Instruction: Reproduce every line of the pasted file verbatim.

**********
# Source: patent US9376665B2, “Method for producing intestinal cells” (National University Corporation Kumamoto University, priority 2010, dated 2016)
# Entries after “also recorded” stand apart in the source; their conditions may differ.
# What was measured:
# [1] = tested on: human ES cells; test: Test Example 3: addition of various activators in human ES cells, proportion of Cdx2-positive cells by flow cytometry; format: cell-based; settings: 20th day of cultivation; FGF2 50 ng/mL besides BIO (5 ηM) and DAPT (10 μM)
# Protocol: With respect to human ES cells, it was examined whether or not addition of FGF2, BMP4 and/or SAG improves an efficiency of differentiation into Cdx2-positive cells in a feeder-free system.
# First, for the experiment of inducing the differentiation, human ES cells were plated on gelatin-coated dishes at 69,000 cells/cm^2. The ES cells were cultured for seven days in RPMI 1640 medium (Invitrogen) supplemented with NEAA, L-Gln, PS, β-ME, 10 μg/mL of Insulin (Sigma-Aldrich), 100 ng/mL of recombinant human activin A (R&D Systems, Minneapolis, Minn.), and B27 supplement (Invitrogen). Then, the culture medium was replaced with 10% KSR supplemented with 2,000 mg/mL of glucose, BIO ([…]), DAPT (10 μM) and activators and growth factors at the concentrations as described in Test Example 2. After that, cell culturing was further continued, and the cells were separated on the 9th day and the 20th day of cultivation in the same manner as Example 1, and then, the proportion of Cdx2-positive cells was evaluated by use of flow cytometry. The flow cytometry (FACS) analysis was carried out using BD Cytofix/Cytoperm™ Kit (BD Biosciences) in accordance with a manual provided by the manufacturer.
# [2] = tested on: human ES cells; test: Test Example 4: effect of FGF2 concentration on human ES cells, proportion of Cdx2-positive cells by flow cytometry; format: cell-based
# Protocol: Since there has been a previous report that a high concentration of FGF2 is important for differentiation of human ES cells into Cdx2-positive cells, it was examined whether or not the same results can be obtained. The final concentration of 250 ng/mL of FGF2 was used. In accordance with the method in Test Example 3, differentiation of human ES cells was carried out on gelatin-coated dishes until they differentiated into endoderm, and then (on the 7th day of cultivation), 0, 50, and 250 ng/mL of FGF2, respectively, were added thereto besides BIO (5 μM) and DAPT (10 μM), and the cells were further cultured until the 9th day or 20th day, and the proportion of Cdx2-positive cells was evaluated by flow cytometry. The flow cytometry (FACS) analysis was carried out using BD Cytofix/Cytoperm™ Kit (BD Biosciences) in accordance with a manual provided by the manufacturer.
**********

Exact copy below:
# Source: patent US9376665B2, “Method for producing intestinal cells” (National University Corporation Kumamoto University, priority 2010, dated 2016)
# Entries after “also recorded” stand apart in the source; their conditions may differ.
# What was measured:
# [1] = tested on: human ES cells; test: Test Example 3: addition of various activators in human ES cells, proportion of Cdx2-positive cells by flow cytometry; format: cell-based; settings: 20th day of cultivation; FGF2 50 ng/mL besides BIO (5 ηM) and DAPT (10 μM)
# Protocol: With respect to human ES cells, it was examined whether or not addition of FGF2, BMP4 and/or SAG improves an efficiency of differentiation into Cdx2-positive cells in a feeder-free system.
# First, for the experiment of inducing the differentiation, human ES cells were plated on gelatin-coated dishes at 69,000 cells/cm^2. The ES cells were cultured for seven days in RPMI 1640 medium (Invitrogen) supplemented with NEAA, L-Gln, PS, β-ME, 10 μg/mL of Insulin (Sigma-Aldrich), 100 ng/mL of recombinant human activin A (R&D Systems, Minneapolis, Minn.), and B27 supplement (Invitrogen). Then, the culture medium was replaced with 10% KSR supplemented with 2,000 mg/mL of glucose, BIO ([…]), DAPT (10 μM) and activators and growth factors at the concentrations as described in Test Example 2. After that, cell culturing was further continued, and the cells were separated on the 9th day and the 20th day of cultivation in the same manner as Example 1, and then, the proportion of Cdx2-positive cells was evaluated by use of flow cytometry. The flow cytometry (FACS) analysis was carried out using BD Cytofix/Cytoperm™ Kit (BD Biosciences) in accordance with a manual provided by the manufacturer.
# [2] = tested on: human ES cells; test: Test Example 4: effect of FGF2 concentration on human ES cells, proportion of Cdx2-positive cells by flow cytometry; format: cell-based
# Protocol: Since there has been a previous report that a high concentration of FGF2 is important for differentiation of human ES cells into Cdx2-positive cells, it was examined whether or not the same results can be obtained. The final concentration of 250 ng/mL of FGF2 was used. In accordance with the method in Test Example 3, differentiation of human ES cells was carried out on gelatin-coated dishes until they differentiated into endoderm, and then (on the 7th day of cultivation), 0, 50, and 250 ng/mL of FGF2, respectively, were added thereto besides BIO (5 μM) and DAPT (10 μM), and the cells were further cultured until the 9th day or 20th day, and the proportion of Cdx2-positive cells was evaluated by flow cytometry. The flow cytometry (FACS) analysis was carried out using BD Cytofix/Cytoperm™ Kit (BD Biosciences) in accordance with a manual provided by the manufacturer.